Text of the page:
Ella’s Story


Our Story of Ella   


     In 2004 our family was blessed with the most adorable baby girl which we named Ella Grace.  She was born with no health concerns and was beautiful and perfect in every way.   

 Within a couple of months of her birth, something changed as I (mom) became concerned about her excessive sleeping, floppiness and lack of energy. I questioned these issues with the pediatrician, but was told that there were no concerns at that point. My motherly intuition told me something different!  

When Ella reached the 12 months old she could not sit up on her own and made no attempts to speak.  She did not begin to walk until just shy of age 2.  I knew that Ella was not reaching the development milestones as she should, but was told that there is a wide spectrum in development and that she would catch up in her own time.   

Ella developed a host of more devastating symptoms that were upsetting her and were horrific for us to watch.   

Ella and Deb

Ella and Deb

She began to bang her head on her crib rail and tile floor after waking in the morning and after nap.  Ella would routinely stick her fingers in her ears, but there was never an ear infection.   

Finally…. The recommendation was made for her to be seen by a developmental pediatrician and there was an aggressive approach to find some answers.  A couple of months into the process, an MRI was performed. That is when we were given the diagnosis of Chiari Malformation type I. We were told that the cerebellum, the master of balance was compromised by its displacement in the brain, therefore descending through the base of the skull into the spinal canal restricting spinal fluid from passing through and putting tremendous pressure in the brain and on the spine. We could now understand the head banging and the ringing in her ears.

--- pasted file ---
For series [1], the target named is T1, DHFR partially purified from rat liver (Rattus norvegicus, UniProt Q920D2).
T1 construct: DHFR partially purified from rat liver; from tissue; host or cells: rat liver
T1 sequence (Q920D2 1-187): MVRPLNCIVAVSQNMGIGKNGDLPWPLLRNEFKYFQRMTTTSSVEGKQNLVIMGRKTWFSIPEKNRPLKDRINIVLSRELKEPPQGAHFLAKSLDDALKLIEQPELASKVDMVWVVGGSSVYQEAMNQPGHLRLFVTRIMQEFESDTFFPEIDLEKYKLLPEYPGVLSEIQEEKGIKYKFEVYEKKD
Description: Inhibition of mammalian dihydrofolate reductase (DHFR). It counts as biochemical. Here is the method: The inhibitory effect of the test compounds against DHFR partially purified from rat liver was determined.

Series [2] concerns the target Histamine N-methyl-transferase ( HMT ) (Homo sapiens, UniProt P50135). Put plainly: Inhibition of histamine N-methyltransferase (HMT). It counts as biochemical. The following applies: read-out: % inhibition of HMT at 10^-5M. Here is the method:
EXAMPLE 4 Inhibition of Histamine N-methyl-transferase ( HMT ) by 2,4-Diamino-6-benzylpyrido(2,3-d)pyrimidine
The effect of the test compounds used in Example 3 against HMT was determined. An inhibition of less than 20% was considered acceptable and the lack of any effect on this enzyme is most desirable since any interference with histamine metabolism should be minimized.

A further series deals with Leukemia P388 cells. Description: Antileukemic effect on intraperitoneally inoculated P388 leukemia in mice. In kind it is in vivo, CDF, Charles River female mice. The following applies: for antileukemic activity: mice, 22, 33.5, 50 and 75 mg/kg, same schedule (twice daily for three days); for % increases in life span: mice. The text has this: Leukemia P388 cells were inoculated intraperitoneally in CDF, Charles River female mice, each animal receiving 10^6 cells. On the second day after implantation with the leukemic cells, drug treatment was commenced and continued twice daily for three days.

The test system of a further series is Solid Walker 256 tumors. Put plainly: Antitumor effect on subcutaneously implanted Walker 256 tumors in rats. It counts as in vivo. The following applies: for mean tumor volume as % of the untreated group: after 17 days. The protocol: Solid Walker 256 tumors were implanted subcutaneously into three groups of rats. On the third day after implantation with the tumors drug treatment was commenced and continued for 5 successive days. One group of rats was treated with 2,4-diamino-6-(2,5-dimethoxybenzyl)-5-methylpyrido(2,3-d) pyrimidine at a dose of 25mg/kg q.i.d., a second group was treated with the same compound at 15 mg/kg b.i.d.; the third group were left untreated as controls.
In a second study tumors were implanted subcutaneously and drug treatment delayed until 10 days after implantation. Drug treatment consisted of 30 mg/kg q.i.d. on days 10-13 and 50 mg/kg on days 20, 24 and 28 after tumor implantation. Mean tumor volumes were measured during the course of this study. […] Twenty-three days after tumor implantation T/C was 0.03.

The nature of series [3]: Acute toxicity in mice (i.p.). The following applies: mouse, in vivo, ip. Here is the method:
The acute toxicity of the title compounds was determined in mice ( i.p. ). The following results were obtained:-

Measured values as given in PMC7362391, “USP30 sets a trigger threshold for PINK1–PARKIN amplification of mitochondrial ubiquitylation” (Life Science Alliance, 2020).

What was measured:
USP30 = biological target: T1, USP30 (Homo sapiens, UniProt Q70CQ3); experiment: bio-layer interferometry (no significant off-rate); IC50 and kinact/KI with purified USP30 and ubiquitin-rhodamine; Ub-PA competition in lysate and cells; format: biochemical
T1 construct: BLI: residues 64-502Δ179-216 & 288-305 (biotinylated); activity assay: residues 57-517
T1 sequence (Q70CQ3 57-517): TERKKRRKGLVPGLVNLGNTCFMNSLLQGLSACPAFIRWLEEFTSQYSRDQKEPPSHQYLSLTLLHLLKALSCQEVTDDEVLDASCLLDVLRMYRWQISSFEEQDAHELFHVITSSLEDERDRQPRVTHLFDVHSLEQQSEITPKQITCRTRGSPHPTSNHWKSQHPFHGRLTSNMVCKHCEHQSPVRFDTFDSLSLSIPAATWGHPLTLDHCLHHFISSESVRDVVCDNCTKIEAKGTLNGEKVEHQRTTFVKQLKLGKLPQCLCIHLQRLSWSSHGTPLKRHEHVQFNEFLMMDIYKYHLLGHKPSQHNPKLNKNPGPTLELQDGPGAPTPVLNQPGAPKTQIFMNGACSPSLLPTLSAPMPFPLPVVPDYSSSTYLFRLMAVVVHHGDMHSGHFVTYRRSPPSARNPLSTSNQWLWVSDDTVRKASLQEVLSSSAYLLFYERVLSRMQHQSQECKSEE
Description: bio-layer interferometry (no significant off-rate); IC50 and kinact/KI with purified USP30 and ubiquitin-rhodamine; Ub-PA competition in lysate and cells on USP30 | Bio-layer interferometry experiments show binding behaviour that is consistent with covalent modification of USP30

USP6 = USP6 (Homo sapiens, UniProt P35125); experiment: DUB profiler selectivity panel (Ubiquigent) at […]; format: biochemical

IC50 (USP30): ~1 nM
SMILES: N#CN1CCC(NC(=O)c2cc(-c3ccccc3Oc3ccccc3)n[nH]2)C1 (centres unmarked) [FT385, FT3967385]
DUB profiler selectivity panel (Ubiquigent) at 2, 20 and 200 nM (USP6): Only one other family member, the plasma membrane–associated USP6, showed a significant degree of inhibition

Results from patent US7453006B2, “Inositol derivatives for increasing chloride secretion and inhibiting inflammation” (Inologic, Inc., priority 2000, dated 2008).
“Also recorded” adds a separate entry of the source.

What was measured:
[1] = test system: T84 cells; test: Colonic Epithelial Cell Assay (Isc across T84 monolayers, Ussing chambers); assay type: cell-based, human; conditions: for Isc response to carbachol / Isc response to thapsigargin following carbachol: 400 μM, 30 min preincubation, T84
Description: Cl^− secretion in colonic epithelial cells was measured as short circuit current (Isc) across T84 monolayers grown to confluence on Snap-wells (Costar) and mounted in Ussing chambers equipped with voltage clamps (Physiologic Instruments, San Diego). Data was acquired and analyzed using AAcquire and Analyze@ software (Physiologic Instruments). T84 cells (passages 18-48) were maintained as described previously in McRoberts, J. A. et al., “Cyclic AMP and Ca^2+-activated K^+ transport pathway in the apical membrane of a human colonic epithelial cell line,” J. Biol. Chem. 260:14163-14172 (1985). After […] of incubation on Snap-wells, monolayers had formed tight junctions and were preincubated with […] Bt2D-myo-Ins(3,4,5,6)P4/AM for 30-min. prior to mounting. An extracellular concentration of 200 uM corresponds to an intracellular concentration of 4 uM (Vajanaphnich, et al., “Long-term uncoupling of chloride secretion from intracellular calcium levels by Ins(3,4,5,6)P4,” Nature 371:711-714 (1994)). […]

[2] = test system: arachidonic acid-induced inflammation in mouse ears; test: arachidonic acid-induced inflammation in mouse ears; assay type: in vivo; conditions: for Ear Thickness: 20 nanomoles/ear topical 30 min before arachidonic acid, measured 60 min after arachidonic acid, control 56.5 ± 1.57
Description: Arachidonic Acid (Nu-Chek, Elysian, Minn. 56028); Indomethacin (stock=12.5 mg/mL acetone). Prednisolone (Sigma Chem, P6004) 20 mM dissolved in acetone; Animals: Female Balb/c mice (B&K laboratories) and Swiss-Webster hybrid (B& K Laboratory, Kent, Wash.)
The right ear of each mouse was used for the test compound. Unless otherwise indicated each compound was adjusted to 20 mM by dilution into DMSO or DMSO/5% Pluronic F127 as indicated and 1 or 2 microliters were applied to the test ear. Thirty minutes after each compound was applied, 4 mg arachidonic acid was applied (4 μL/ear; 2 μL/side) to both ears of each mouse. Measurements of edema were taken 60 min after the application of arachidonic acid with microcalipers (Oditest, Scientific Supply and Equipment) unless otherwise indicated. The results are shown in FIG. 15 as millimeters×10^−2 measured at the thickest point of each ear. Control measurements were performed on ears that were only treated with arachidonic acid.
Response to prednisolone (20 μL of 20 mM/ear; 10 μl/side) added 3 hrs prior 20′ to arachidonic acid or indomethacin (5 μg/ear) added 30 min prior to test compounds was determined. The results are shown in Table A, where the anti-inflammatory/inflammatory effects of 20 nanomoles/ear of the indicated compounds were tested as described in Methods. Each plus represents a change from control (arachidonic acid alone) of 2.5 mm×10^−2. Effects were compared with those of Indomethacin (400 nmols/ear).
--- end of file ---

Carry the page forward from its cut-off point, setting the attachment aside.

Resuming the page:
What a relief to have an answer, a diagnosis, and the hope of a procedure that would possibly alleviate some or all of her symptoms.  We were finally hopeful that Ella could begin a life with a brighter future.   

Ella underwent a serious decompression surgery which consisted of the removal of a small piece of the skull bone at the base of her skull, a small portion of the top vertebra along with shrinkage of her cerebellar tonsils.   

Her operation was successful and it has relieved much of her ailing symptoms.  Ella continues to face some challenges with delays in speech, fine and gross motor skills, however she is successfully accomplishing all tasks presented to her with such great determination and she is thriving today.  Ella has an abundance of compassion and love for those around her and sets a good example of hope for others!   

–         It has become our life’s mission to bring awareness to the forefront of society and  offer a wealth of resources with the goal of obtaining early diagnosis and medical intervention.   

We wish you the very best in your quest for answers and hope you and yours have a joyous and healthy life!   

Kindest Regards,   

The La Due Family 84